Last week, we hosted the Women in Tech breakfast at New York TechWeek: bringing together an amazing group of founders and investors to talk about what female entrepreneurs need (and how they should go about getting it). Here’s what we learned.
From L to R: Elizabeth Galbut, Managing Partner at SoGal Ventures; Sutian Dong, Partner at Female Founders Fund; Karen Cahn, Founder & CEO at iFundWomen; Meg He, Founder at ADAY; Beth Haggerty, Founder & CEO at Parity Partners
We started planning our panel in early September, just as the news around gender bias (and worse) in Silicon Valley had started to simmer a bit. As we spoke to potential panelists, we kept hearing the same thing — they were ready to change the conversation. They wanted to stop talking about the news cycle and get back to talking about their business.
So we decided to organize our panel around a single question: What do female founders need? Financial capital, of course — that’s a no brainer. But what else? We were interested in having a conversation around resources, role models, mentors, networking, and how they all serve an important purpose: helping women move their businesses forward.
Before the panel, we asked attendees to answer the same question, and spoke with the female founders in our portfolio as well. We found that their answers fell into four categories or themes.
Founders need mentors. (The right ones.)
Mentors shouldn’t just be people who support you. They should be people who have expertise in your industry, have done the things you want to do, and can help you in ways others can’t. A number of women specified that they were looking for male mentors — allies, they called them — who could advocate for them during tough situations.
“Go to the experts in your field,” says Karen Cahn. “Fact is, that might not be a woman. That shouldn’t stop you.”
On a related note, a founder from our portfolio highlighted the need for mentors that helped women think, well, a little more like men. In pitch meetings, people will always ask you about risk, her mentor told her. “The difference is that women often answer these questions straightforwardly, while men are more likely to shift the conversation to upside risk.”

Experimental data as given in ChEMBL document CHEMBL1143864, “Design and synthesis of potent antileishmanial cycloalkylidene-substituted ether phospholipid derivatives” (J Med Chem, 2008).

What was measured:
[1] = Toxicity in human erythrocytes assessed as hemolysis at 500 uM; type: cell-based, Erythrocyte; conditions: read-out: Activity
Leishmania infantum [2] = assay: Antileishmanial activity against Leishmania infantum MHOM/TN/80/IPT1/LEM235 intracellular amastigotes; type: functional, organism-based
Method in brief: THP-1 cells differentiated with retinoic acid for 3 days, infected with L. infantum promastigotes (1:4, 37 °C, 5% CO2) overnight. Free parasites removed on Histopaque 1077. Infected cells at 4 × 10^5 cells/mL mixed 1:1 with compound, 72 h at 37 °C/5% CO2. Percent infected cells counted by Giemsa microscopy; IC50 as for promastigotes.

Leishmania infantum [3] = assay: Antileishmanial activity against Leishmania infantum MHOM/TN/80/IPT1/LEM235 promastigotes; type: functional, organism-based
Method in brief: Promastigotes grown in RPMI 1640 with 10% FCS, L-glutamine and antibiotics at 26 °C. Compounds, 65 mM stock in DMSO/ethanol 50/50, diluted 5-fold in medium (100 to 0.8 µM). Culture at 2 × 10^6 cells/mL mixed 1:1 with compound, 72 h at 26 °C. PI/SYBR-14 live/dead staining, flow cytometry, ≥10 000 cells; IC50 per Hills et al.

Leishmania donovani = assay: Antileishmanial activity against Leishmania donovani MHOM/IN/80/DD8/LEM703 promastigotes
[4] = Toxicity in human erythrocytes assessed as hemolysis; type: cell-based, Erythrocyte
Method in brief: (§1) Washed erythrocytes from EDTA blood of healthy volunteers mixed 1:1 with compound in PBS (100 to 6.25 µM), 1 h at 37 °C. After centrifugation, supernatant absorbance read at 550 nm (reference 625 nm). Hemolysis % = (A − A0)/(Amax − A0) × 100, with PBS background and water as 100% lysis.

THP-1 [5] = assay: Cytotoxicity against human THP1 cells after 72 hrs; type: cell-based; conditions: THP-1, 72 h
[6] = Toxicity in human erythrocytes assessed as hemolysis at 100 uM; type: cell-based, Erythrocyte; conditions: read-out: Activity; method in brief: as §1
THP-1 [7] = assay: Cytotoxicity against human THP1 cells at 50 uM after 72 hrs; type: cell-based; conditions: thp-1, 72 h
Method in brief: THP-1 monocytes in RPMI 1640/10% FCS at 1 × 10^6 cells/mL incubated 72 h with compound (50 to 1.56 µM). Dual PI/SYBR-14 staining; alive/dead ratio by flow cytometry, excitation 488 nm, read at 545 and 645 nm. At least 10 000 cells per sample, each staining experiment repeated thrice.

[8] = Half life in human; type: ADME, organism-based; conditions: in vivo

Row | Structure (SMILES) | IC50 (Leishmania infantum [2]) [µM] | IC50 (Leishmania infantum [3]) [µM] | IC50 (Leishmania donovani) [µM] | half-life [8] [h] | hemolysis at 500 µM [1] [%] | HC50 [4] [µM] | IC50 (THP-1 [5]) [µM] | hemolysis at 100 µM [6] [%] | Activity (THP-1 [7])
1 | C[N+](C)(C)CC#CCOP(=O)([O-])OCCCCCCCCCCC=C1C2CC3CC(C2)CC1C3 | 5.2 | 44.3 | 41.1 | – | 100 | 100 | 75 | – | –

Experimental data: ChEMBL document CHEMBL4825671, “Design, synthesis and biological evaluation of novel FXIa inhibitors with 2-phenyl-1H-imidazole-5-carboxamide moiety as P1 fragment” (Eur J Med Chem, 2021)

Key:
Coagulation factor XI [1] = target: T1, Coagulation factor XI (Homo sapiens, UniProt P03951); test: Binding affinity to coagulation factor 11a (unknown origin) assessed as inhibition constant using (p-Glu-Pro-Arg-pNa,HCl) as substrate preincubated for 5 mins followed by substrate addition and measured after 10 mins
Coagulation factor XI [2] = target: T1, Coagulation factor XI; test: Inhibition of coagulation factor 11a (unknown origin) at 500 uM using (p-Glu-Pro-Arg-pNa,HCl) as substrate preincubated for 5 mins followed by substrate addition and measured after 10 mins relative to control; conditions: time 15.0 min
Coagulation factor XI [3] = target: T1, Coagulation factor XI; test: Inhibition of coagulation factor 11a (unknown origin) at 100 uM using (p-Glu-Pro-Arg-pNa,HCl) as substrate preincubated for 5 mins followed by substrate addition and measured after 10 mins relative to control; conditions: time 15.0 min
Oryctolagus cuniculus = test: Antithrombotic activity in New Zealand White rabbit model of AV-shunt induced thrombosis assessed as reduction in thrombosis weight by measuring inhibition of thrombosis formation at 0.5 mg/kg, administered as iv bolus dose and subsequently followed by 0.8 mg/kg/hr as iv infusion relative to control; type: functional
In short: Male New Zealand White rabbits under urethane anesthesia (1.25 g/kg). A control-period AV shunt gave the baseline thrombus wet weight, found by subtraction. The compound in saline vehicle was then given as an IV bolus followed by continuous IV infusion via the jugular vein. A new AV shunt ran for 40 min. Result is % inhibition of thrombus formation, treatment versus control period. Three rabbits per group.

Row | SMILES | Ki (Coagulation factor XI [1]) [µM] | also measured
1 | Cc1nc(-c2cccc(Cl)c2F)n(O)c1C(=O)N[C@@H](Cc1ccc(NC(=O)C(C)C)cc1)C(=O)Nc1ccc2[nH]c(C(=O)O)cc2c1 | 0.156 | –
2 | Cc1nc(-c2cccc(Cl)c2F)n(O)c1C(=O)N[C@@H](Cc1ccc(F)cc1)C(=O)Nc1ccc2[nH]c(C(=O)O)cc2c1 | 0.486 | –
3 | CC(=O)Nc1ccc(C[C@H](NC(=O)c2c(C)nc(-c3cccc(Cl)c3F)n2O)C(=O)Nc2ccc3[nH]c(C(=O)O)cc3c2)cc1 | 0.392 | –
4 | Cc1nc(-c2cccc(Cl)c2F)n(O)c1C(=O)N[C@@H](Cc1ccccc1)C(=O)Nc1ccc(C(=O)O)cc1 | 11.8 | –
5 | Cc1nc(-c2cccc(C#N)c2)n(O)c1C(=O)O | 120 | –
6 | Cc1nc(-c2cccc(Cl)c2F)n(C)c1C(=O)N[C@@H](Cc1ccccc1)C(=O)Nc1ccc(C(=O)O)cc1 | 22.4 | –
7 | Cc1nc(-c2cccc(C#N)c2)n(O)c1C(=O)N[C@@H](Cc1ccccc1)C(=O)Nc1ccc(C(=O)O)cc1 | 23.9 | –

“VC is a services business,” says Sutian Dong. “Leverage your investor relationships so these people can also be your mentors.”
Founders need talent.
We heard from a number of people that finding qualified talent as a female founder was difficult. (Finding qualified candidates that were female or diverse was even harder.) Companies like Werk and Fairygodboss are trying to solve this problem — and are focused on connecting women with companies that put effort into diversity and inclusion. Organizations like Parity Partners, of which our panelist Beth Haggerty is the founder and CEO, have Talent Networks that help address this issue as well.
Founders need training.
The need to develop relevant skills was the third thing that we heard again and again. Founders want training: whether it’s helping them pitch VCs, negotiate, scale their team, handle their finances or be a better CEO. “I know I need help finding my voice in a male dominated space,” one attendee said. During a Q&A at the end of the panel, we also heard from women who needed help learning how to network productively. “How do you reach out to someone without an introduction?” one woman asked. Panelist and Partner at Female Founders Fund Sutian Dong’s advice: Keep emailing. No response is a good response.
Founders need structure.
Finally, a number of women spoke about the importance of spaces (both digital and real-world) that made it easy for founders and entrepreneurs to come together for workshops and structured group sessions. A number of resources came up here: from Parity Partners’ Parity Pods to Pomegranate’s “breakfast salons.” Panelist and ADAY Founder Meg He said that she and her former classmates from business school have monthly workshops using Google Hangouts, while panelist and iFundWomen founder Karen Cahn talked about offering Slack to their crowdfunders for this same purpose.
“We all have a commitment in this ecosystem to support each other, and help each other grow.” — Meg He
If you were in the audience, we hope that our panel left you with some actionable takeaways — and inspired you to keep building your business. Make sure to follow us at @rgaventures for news about upcoming events and panels like this one.